Core Element 1: Nature's Services
In ecosystem-based management (EBM), goals and success are defined in terms of sustaining nature’s services such as fisheries, climate regulation, and recreational opportunities, including any that fall outside an organization's primary mission. Nature's services are called ecosystem services by scientists.
- Which nature's services does the geographic area provide, and where are they produced within the area?
- How important or valuable are the nature's services provided in the geographic area?
- What nature's services do people want and need from the focal area in the future?
- Based on societal values, what quantitative management goal should be set for each type of nature's service in the area?
How might nature's services change in the future under different management scenarios?
Listed below are selected resources for learning about and implementing this Core Element of EBM. The list is far from comprehensive and highlights only a few especially useful examples.
Introduction to nature's services, or ecosystem services
Millennium Ecosystem Assessment
Ecosystem Services: A Primer
Ecological Society of America
Valuing Ecosystem Services: Toward Better Environmental Decision-Making
National Research Council of the National Academies
Edited by Gretchen C. Daily
in Ecosystem-Based Management for the Oceans
Edited by Heather Leslie and Karen McLeod
Impacts of Biodiversity Loss on Ocean Ecosystem Services
Worm, B., et al. 2006. Science 314:787-790
Ecosystem Services in Decision Making: Time to Deliver
Daily, G. C., et al. 2009. Frontiers in Ecology and Environment 7(1):21–28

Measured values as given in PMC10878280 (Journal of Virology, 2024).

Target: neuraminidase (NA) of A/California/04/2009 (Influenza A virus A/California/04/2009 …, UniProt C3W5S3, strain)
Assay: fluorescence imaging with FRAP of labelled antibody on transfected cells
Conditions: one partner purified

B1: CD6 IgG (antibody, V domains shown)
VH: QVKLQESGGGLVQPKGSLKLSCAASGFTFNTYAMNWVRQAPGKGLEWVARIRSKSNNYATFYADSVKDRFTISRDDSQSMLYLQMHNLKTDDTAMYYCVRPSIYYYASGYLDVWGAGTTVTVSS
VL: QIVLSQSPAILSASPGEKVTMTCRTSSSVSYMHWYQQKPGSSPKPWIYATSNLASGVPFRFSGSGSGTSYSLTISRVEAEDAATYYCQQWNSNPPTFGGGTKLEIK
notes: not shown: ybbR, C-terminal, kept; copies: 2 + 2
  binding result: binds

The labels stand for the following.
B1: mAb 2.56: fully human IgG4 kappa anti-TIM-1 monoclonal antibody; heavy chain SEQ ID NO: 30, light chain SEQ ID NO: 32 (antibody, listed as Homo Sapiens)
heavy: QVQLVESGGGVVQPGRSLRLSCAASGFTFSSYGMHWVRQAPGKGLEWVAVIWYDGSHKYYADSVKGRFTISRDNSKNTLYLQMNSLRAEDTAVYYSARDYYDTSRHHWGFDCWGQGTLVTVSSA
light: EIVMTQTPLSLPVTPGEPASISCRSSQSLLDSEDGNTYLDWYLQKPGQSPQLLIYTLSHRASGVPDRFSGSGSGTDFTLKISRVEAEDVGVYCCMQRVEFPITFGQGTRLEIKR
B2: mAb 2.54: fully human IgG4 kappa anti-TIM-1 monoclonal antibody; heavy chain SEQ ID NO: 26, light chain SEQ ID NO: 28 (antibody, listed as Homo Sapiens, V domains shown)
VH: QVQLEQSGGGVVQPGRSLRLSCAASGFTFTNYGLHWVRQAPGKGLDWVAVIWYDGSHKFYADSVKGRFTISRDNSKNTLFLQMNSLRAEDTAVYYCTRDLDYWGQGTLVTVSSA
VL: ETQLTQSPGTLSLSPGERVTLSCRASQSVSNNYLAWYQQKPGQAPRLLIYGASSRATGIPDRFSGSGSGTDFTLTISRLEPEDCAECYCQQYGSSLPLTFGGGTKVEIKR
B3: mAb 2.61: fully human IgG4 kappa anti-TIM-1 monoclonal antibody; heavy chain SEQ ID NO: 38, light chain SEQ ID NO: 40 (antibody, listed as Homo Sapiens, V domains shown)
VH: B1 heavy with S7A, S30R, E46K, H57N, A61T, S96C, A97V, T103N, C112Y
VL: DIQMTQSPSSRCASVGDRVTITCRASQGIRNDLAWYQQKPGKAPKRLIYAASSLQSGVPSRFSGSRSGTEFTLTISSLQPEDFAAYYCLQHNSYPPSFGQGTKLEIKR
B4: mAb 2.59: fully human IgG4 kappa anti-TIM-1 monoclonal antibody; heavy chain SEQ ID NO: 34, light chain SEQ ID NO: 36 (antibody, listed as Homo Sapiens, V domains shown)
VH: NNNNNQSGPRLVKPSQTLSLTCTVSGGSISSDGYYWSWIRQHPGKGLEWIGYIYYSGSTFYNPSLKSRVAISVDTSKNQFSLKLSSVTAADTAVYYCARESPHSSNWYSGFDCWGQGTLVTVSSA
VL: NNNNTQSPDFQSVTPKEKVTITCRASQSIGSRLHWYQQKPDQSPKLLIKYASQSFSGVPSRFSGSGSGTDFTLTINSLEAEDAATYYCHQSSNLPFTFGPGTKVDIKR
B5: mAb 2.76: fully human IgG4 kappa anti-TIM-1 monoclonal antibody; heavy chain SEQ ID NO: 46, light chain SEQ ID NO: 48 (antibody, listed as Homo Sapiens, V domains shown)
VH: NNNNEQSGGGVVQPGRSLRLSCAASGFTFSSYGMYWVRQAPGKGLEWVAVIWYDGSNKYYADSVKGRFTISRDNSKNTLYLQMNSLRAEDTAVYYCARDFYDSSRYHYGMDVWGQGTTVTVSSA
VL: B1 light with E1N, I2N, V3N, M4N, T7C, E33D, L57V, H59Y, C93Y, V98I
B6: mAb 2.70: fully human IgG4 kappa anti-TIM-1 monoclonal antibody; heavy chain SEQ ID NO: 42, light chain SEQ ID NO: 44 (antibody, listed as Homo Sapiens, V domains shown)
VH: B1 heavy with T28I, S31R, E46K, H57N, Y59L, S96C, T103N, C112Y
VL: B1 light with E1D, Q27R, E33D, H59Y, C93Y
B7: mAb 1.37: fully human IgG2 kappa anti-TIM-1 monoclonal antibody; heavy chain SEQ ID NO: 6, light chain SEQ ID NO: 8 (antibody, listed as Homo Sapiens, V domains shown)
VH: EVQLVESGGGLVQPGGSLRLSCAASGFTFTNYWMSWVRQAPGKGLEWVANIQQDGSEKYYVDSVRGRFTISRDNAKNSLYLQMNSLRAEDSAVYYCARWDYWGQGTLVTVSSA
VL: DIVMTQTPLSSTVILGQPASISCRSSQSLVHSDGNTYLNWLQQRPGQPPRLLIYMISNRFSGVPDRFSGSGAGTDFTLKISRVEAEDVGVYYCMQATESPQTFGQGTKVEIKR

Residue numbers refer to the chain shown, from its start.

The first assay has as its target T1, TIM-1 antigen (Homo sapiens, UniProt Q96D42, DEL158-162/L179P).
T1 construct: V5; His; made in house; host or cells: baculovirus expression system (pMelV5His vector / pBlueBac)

Integrated ecosystem assessment (IEA)
An IEA is a formal synthesis and quantitative analysis of information on relevant natural and socio–economic factors in relation to specified ecosystem management goals.
Ecoregional assessment (ERA)
An ERA compiles, organizes, and analyzes information about distribution and vulnerability of species, habitats, and nature’s services.
Landscape-value and special-place mapping
Landscape-value and special-place mapping is a planning technique used to support integrative planning efforts at multiple scales ranging from local to national scales.
InVEST is a tool that models and maps the delivery, distribution, and economic value of nature’s services, or natural capital.
MIMES (Multiscale Integrated Model of the Earth System’s Ecological Services) is a modeling framework for understanding the ecological processes that generate nature’s services.
Keypad polling systems
These integrated hardware-software systems are a user-friendly, engaging way to gather the opinions and priorities of stakeholders during meetings.
With CITYgreen software, users can conduct complex analyses of ecosystem services and create easy-to-understand reports.
Wildlife Habitat Benefits Estimation Toolkit
This Toolkit is a set of easy-to-use spreadsheet-based valuation models, tables and databases for estimating the economic benefits associated with wildlife and habitat conservation in specific geographic areas.
National Ocean Economics Program
The National Ocean Economics Program (NOEP) provides a full range of the most current economic and socio-economic information available on changes and trends along the U.S. coast and in coastal waters.
Ocean Biogeographic Information System (OBIS)
OBIS provides a portal or gateway to many datasets containing information on where and when marine species have been recorded.
Economic Values of Coral Reefs, Mangroves, and Seagrasses: A Global Compilation (PDF)
Center for Applied Biodiversity Science, Conservational International, Arlington, VA, USA.
Connection with other Core Elements (CEs) of EBM
Scientific evidence is essential to understand how nature's services are generated, measure the value of nature's services, monitor changes in nature's services, and determine how human activities affect nature's services.
Ecological linkages produce nature's services.
Cumulative impacts on nature's services are the focus of EBM.
CE6:Tradeoffs Among Human Activities
EBM focuses on tradeoffs in nature's services such as tradeoffs under alternative management scenarios.
EBM decisions are based on information about nature's services.
CE8:Network of People and Information
Nature's services are the focus of EBM visioning, goal setting, and information-sharing.